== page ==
By 2004, our grassroots efforts were paying off and by 2005; the project had become one of Mayor Shirley Franklin’s top priorities. Late that year the Atlanta City Council, Atlanta School Board and Fulton County Commission approved a tax allocation district (TAD) that will generate the bulk of the project’s cost over the next 25 years. For its $2+ billion price tag, the BeltLine will generate over $20 billion in economic return; it is a public/private investment in Atlanta’s long-term vitality. Early grassroots public support for the BeltLine was critical to getting the attention of other elected officials, civic leaders and regional planners; it was critical to the TAD’s success and has remained essential even in current implementation activities. Now led by Atlanta BeltLine, Inc., which is focused on a variety of tasks including corridor acquisition, corridor design, transit planning and ongoing district planning, the BeltLine is also breaking ground on new parks, trail segments and public art all along its route.

The BeltLine’s progress over these last ten years has been largely due to its ability to provide a tangible vision for thousands of people who simply want to protect and improve their quality-of-life, a desire that comes in the context of dramatic regional transformation fueled by traffic congestion, poor air quality and the related impacts on our region’s economic performance. We have only begun to recognize the changes that lie ahead. But just as the end of the dinosaurs did not mean the end of life – only the end of life as they knew it – Atlanta will survive because it will adapt to changing conditions. This is our challenge as planners, designers and policymakers, to set the course for Atlanta’s transformation and to ensure that it evolves into a more sustainable region over time.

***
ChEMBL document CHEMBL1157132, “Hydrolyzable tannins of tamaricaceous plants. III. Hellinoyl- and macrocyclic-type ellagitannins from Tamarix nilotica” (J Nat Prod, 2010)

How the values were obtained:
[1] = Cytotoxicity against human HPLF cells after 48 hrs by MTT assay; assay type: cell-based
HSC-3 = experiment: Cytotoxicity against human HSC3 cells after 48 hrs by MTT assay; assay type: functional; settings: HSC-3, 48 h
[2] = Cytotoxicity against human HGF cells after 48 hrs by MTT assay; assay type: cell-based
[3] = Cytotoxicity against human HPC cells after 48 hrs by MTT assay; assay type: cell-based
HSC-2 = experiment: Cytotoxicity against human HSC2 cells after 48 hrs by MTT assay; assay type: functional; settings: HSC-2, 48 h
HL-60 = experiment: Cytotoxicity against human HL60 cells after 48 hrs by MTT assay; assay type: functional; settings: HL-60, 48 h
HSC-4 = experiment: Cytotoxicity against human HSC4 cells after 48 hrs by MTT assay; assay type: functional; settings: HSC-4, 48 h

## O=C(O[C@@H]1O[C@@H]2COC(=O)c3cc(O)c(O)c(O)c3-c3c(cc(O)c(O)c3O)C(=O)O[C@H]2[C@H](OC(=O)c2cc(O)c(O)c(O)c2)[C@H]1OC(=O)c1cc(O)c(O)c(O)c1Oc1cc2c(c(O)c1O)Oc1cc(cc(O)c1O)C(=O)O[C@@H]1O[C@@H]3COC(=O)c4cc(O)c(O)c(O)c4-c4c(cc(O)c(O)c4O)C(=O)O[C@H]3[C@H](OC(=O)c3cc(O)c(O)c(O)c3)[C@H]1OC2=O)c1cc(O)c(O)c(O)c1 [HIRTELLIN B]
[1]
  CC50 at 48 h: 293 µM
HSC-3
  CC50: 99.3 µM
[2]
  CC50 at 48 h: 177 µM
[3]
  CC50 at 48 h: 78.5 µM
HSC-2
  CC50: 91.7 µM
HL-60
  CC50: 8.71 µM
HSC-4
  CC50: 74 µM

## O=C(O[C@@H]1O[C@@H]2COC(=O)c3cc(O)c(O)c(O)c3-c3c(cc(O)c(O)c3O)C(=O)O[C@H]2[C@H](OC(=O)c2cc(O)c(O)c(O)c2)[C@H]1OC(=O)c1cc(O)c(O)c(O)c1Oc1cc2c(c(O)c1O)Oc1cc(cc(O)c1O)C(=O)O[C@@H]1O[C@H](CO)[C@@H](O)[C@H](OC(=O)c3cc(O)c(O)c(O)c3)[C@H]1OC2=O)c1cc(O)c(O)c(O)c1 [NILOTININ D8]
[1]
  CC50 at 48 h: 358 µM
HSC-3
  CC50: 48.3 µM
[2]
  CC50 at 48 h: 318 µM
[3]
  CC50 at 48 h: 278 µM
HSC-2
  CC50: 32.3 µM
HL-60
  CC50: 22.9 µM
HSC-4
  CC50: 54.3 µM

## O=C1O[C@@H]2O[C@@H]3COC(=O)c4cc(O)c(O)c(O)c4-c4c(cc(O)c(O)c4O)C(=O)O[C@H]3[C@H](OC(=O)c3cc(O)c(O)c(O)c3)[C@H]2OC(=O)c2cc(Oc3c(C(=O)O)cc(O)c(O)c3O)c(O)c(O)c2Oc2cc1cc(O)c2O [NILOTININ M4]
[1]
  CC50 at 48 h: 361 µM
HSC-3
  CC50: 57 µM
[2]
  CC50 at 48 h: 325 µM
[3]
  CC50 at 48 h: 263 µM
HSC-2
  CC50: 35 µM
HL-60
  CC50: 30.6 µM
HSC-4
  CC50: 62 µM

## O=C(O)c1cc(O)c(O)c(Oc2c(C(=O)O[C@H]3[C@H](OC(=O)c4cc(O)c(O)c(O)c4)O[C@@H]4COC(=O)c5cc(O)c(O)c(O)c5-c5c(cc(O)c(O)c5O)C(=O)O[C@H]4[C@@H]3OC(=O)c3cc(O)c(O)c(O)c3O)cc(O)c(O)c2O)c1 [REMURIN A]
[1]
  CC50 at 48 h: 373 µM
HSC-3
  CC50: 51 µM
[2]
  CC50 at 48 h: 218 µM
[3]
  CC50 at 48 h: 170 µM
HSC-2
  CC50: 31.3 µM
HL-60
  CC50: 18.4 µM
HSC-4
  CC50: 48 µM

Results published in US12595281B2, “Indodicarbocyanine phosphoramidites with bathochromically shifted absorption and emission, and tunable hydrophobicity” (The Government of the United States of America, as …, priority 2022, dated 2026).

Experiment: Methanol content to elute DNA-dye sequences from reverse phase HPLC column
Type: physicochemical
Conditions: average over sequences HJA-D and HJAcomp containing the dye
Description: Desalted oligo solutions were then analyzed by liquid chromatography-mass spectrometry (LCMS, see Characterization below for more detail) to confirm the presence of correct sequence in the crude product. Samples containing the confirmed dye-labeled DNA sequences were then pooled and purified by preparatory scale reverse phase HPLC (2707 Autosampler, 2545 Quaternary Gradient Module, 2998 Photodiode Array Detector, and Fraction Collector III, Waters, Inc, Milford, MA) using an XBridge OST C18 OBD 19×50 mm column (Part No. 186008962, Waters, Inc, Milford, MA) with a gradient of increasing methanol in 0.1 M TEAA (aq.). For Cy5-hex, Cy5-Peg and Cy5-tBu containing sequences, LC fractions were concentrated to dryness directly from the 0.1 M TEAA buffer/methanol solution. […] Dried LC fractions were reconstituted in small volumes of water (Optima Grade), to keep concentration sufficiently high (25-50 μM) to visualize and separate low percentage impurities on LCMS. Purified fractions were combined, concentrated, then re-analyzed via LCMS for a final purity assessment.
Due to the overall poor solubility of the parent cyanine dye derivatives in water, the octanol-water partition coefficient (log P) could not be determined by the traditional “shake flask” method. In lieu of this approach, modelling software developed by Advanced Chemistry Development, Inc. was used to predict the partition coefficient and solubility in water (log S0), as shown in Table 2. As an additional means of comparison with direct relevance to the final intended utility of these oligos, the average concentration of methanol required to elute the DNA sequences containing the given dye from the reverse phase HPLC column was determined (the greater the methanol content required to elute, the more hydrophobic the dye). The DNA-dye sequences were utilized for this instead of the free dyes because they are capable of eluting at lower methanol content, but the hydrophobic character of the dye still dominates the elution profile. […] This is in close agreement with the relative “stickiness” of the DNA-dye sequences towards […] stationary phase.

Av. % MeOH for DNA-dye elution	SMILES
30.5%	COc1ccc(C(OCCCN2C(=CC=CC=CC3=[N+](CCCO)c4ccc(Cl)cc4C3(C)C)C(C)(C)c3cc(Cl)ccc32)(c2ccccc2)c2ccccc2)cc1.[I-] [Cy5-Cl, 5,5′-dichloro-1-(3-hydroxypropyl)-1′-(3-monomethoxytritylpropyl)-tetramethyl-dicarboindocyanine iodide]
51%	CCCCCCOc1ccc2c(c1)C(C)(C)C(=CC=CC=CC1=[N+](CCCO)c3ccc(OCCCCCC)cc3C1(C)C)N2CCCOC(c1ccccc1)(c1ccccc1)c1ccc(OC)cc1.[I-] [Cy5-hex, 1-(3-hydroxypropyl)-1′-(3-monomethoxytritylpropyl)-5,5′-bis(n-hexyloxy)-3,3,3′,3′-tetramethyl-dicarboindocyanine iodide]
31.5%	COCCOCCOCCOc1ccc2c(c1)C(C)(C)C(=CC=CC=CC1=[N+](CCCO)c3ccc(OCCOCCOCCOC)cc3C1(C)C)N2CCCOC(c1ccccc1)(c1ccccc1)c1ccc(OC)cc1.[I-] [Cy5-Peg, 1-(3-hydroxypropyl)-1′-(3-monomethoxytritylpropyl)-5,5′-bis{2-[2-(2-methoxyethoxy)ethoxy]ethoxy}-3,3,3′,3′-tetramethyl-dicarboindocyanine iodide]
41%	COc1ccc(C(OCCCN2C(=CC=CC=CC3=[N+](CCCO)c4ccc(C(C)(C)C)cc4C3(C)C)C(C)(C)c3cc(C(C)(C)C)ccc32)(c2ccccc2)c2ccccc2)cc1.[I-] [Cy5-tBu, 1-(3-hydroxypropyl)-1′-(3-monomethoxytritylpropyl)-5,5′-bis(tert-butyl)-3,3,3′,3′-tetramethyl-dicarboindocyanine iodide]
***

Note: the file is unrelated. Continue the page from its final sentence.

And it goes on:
As with the BeltLine, the strategies we use to set that course must provide a tangible vision for the public to take ownership of their own future and demand a better environment for living. Otherwise our challenges are too vast and daunting to accomplish on our own. New Urbanism plays a critical role in this because it has already achieved a national discourse about quality of life and the way we build our communities. In Atlanta specifically, it has demonstrated high-quality prototypes for mixed-use neighborhood design, especially at Glenwood Park, which sits directly on the BeltLine route. Built on the site of a former concrete facility, Glenwood Park has narrow streets that connect through to the adjacent neighborhood, street-front retail and a good mix of offices, apartments, townhouses and single-family homes. It has public spaces, generous sidewalks, street trees and alleys. Perhaps even more important, it has become a successful model for community advocates and a desirable place to live.